Your dog will try to get rid of the ice cube, which leads to an anal contraction. As your pup pushes out the ice cube, some poop may be expelled too. The melting ice will also help lubricate and soothe the anus.

Water

A lack of water contributes to constipation in dogs. Thus, ensure your dog has enough fresh, clean drinking water every day. 

Including canned wet food in your dog’s diet also helps with preventing constipation. This kind of food adds moisture, which improves your dog’s digestion and thus their bowel movements.

Training

When you train your pup to go potty, use a command as it squats to do number 2. After your dog has relieved itself, reward it with a treat or praise. 

As a result, your dog will associate the word with the action. Eventually, after lots of dog training and reinforcement of this behavior, when you give the command, your dog will know what you want it to do. 

It will also become a habit, making life much simpler.

Other Tips for Making Your Dog Poop

Tips for making your dog poop

Some other tips you can try to get your dog to go include: 

Finding a Quiet Spot 

Your dog may be easily distracted with sights, sounds, and smells when it needs to go potty. Find a quiet spot to take your dog to where it can do its business in peace. 

Making this the regular bathroom spot will allow your dog to feel comfortable enough to go when it needs to. 

As an added bonus, when they use the same potty spot, it will help them realize that they need to potty there, and the smell of their previous potty will inform them of what’s expected.

Sticking to the Schedule 

Sticking to a routine with your dog’s bathroom schedule is key. Watch when your dog usually poops and then follow this schedule. 

Adding More Fiber and Water

Add additional water and fiber to your dog’s diet in the form of: 

Canned Pumpkin 

Feed your pup some canned pumpkin, which is high in soluble fiber and water. You can mix 1 teaspoon of canned pumpkin per 10 pounds of body weight into your dog’s food.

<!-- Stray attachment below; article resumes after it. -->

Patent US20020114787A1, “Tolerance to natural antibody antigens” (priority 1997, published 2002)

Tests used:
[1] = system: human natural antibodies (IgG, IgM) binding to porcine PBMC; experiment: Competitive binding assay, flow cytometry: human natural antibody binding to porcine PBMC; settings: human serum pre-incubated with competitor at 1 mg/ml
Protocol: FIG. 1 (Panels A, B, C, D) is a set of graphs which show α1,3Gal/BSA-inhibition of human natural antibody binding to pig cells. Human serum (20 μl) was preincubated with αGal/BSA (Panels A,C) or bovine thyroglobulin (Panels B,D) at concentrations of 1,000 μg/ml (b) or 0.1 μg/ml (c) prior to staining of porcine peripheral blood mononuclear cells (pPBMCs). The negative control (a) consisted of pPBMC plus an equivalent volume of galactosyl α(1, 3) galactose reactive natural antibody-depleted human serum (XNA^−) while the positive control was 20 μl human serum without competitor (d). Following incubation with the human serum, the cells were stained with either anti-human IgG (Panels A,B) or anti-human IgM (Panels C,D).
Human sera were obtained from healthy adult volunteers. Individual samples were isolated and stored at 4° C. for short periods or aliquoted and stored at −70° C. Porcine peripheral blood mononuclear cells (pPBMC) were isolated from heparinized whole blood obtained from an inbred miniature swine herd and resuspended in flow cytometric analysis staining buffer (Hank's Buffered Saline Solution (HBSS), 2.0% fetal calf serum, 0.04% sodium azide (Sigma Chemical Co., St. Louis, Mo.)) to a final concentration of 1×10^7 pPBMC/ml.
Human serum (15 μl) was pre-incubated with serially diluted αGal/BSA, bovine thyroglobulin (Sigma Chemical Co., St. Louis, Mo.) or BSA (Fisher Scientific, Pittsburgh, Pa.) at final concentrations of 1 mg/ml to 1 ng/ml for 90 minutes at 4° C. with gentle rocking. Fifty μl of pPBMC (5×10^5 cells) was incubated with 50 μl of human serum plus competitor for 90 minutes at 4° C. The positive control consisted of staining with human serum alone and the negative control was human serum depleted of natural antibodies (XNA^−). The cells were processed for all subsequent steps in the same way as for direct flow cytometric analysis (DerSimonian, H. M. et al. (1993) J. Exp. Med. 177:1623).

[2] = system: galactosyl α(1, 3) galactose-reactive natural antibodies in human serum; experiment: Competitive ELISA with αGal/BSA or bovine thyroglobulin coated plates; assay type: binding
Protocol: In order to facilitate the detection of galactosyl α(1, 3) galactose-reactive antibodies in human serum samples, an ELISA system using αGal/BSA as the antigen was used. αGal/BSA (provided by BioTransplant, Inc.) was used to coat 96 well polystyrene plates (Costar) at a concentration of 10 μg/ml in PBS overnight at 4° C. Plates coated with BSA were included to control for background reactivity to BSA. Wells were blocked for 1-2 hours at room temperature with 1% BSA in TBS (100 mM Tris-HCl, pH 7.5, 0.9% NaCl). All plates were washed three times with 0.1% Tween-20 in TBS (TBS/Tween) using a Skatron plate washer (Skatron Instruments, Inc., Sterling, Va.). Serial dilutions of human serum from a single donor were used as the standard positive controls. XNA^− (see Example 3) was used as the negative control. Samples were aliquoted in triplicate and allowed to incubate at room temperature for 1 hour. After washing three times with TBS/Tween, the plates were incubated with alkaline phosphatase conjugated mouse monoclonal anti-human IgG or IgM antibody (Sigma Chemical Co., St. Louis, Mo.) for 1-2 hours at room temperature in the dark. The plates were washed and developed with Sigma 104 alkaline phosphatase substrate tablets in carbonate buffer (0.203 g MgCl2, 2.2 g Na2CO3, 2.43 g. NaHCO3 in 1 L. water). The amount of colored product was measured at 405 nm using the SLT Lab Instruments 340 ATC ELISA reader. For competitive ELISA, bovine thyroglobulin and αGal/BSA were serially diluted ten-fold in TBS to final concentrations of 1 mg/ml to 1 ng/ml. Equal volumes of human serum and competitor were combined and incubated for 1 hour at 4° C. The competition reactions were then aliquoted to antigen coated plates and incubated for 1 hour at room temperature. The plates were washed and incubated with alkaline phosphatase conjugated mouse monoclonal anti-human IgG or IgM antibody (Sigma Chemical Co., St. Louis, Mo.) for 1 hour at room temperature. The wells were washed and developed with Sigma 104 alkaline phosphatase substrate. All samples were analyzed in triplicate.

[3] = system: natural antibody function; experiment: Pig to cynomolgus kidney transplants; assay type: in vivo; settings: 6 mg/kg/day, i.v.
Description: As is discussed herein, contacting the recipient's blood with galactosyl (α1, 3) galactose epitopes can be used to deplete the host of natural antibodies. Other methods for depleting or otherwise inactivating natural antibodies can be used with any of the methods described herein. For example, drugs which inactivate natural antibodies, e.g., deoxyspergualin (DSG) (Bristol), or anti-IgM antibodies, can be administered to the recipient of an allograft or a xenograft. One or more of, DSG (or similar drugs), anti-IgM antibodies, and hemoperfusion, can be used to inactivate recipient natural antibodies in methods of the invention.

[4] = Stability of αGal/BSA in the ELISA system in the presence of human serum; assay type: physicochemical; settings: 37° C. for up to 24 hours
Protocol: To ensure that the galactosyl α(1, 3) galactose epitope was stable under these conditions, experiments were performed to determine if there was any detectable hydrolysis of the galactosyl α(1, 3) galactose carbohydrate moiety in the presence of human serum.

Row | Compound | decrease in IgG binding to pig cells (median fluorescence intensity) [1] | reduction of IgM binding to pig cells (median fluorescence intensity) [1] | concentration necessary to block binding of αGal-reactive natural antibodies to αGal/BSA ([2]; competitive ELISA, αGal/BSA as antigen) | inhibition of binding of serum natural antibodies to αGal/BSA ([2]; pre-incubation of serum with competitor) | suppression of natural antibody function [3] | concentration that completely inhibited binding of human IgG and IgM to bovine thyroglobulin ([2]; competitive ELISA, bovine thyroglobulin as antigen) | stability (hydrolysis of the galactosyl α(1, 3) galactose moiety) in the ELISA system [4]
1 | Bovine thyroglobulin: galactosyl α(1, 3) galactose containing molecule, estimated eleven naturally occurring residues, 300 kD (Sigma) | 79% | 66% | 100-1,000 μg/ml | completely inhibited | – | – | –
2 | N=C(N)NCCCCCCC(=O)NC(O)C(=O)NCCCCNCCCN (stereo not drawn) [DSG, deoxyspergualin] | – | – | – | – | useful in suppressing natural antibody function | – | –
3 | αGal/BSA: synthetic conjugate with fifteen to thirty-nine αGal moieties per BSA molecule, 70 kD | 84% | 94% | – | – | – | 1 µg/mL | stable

Don’t feed your dog puree or pumpkin pie filling as these are too sugar-rich. 

Gastrointestinal Dog Food 

Feed your dog gastrointestinal dog food that is rich in prebiotics, which supports healthy gut bacteria. This food is high in dietary fiber that encourages bowel movement.   

Olive Oil or Coconut Oil 

Add olive oil or coconut oil. In your dog’s food, once to twice a day, mix 1 teaspoon per 10 pounds of body weight. 

The gastrointestinal tract directly absorbs these types of medium-chain fatty oils, and this makes your dog poop easier. 

Leafy Greens 

Feeding your dog 1 teaspoon of dark leafy vegetables per 10 pounds of body weight adds much-needed fiber to your dog’s diet. 

Zucchini, for example, also has high water content, and this helps prevent constipation in dogs.   

Broth and Ginger 

To alleviate your pup’s constipation, try this home remedy. For your pup’s next meal, feed it half a cup of beef or chicken broth with a quarter teaspoon of ginger.  

What Can I Give My Dog If He Won’t Poop?

If your dog doesn’t poop, then you can add a few things to its diet: 

  • Canned pumpkin 
  • Wheat bran 
  • Coconut oil 
  • Olive oil 
  • Ginger and beef or chicken broth 
  • Dark, leafy greens 
  • Dog-friendly fiber supplements 

You can also give your dog a supplement stool softener. Speak to your vet first so you can be sure that you are giving your pup the right medication to help with its constipation. 

When to See a Vet?

As soon as you realize your dog is suffering from constipation, call your vet. If you let your dog suffer for too long, it can lead to obstipation, which happens if there is a buildup of dried fecal matter in the colon. 

Obstipation can lead to another condition that is called megacolon, which is when the colon loses its ability to move fecal matter. 

The Final Poo-Patrol 

Getting your dog to do a number 2 on command isn’t easy. It starts with feeding them a balanced diet, ensuring your pup has constant access to clean water, and getting regular exercise. Then there’s the potty training. 

If your dog still has difficulty doing its business, you can add more fibre to its diet, check to see why your dog can’t poop, and stimulate the anal glands by using ice cubes, squirting, squeezing, or wiping methods. 

If you are not making any progress or your dog’s constipation hasn’t improved in 2-3 days, call your vet for help. Don’t just assume you can give your dog laxatives that are meant for humans, as this can be toxic.